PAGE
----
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Increased access to art changes perceptions

On April 7, 2014

With the growth of the Internet over the past two decades, the way we as a society operate has changed dramatically.

Small facets of everyday life, everything from talking with friends to shopping, have evolved using the Internet as a sort of catalyst.

One of the biggest changes is our societal appreciation of art. Now that the Internet has a presence in most of the world, more people have access to art than ever before.

Imagine wanting to experience a masterpiece such as the Mona Lisa 75 years ago. You had basically two choices.

You could choose to take a quick trip to the local library and see a small reproduction in a book at the cost of reduction of beauty of the art, or you could fly to Paris and visit the Musee du Louvre. Neither option seems both sufficient and practical.

These days, a quick Google Image search of “Mona Lisa” will yield a slew of high quality PDF files whose beauty is enhanced on a retina screen. While this experience may not equal a trip to Paris, it certainly beats any technique available decades ago.

Music has also been affected in a big way thanks to the Internet. What could once only be experienced at a live performance, then on vinyl, is now available to every student with a few taps of the iPhone in iTunes.

The abundance of good art is increasing exponentially with Moore’s Law. The constraints that once kept the average person from enjoying a work of art are becoming increasingly irrelevant.

Even cost as a constraint isn’t a problem; most students on campus probably didn’t pay for a lot of the music they listen to.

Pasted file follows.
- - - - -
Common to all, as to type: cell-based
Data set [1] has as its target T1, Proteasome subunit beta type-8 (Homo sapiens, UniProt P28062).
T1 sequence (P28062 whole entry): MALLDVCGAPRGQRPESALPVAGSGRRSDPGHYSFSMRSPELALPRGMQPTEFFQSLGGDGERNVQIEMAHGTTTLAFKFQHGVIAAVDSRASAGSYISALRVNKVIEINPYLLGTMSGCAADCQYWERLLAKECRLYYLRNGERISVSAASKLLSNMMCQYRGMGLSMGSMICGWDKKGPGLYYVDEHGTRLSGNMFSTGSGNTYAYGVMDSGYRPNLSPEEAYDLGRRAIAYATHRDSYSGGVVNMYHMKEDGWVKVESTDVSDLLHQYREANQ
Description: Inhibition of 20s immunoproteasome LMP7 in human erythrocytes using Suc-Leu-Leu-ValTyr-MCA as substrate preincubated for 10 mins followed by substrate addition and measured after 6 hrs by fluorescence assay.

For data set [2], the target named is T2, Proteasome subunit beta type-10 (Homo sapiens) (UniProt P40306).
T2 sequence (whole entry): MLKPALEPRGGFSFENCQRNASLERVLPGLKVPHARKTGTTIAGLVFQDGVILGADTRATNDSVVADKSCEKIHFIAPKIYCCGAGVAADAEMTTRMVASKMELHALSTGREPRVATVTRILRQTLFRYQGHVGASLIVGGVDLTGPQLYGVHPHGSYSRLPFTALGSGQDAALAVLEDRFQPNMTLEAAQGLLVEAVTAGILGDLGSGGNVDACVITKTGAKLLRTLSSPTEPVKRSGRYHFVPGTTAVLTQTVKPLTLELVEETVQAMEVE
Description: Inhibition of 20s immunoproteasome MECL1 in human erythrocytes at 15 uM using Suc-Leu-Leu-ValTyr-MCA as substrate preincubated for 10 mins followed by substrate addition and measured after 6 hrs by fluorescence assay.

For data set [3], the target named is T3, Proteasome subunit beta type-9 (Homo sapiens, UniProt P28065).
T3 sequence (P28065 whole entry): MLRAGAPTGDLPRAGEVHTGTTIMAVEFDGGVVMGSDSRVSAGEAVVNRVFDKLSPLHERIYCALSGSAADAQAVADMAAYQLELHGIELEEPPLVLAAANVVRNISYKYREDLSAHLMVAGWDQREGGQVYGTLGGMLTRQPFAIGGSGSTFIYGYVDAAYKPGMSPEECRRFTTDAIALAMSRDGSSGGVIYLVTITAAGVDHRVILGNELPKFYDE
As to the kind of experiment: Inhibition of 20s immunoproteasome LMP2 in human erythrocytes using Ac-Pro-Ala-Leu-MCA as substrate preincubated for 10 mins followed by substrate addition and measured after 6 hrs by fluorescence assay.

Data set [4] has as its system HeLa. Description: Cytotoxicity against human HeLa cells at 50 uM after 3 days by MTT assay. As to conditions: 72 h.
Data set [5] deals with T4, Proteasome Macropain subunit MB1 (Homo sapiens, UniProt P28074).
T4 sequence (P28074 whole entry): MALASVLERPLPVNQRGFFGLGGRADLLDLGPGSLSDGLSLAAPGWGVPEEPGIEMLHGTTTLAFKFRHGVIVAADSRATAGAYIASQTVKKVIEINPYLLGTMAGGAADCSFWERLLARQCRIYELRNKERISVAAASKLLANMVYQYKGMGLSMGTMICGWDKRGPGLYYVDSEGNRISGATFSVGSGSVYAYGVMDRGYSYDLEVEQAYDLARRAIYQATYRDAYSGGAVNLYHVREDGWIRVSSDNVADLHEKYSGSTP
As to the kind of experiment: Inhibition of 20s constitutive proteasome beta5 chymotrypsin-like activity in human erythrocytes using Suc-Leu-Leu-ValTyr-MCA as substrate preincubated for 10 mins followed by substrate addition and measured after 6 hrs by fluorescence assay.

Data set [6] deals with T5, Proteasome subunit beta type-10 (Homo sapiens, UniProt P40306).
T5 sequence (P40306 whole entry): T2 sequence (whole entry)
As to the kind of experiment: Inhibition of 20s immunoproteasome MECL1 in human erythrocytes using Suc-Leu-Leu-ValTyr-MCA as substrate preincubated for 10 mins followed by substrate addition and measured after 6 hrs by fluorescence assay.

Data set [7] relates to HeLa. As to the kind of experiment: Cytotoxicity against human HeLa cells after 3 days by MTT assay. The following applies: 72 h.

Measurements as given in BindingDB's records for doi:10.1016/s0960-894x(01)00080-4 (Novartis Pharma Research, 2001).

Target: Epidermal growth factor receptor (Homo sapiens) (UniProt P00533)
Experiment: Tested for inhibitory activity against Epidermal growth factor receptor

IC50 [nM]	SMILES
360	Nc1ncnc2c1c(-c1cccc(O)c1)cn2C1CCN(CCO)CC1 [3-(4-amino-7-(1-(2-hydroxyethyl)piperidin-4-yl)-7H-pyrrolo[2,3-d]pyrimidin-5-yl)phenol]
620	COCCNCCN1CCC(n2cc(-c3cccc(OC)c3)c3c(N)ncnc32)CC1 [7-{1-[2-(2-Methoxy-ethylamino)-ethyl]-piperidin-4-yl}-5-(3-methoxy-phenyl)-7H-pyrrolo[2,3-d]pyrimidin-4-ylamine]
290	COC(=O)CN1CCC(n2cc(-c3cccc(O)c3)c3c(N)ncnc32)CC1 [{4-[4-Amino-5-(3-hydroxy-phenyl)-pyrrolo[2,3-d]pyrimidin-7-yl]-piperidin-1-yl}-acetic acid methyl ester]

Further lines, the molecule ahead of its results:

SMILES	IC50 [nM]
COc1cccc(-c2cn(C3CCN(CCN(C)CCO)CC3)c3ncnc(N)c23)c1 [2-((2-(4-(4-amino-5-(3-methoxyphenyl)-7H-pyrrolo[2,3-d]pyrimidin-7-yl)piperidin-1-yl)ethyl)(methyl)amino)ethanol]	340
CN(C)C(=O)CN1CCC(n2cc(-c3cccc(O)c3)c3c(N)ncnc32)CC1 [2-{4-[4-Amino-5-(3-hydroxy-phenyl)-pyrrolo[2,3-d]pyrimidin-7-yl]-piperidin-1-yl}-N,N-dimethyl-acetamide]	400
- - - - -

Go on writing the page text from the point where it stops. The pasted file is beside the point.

This abundance of art creates fundamental problem with the idea of art itself. Perhaps the reason that art holds a special place in our societal heart is the relative scarcity it has had in the past.

The degradation of art due to abundance is best exemplified by the Internet meme. First we have to establish that the meme is art.

Memes can easily be considered art because they are a medium used by one person to convey thought or feeling, and then quickly passed along to others as a way to share these thoughts or feelings. “I know that feel, bro.”

While the first three or four Harlem Shake videos you watched were probably creative and funny, the novelty probably quickly wore off.

Most image macro memes have a lifespan of only a few months to a year before they fade back into obscurity because the Internet community grew tired of them. “Old meme is old.“

This is the slippery slope we face as a society when technology creates an abundance of something that was formerly scarce. While it is nice to have an increased exposure to something good like art, too much is too much and overexposure could make it a meaningless fad rather than a masterpiece.

It is still undetermined whether or not music and art will quickly burn due to the Internet as memes do. Perhaps true art is iconic enough to survive the technology.

Regardless of the outcome, it is important to appreciate the wonderful art that we have, and try to preserve the beauty and meaning for future generation.

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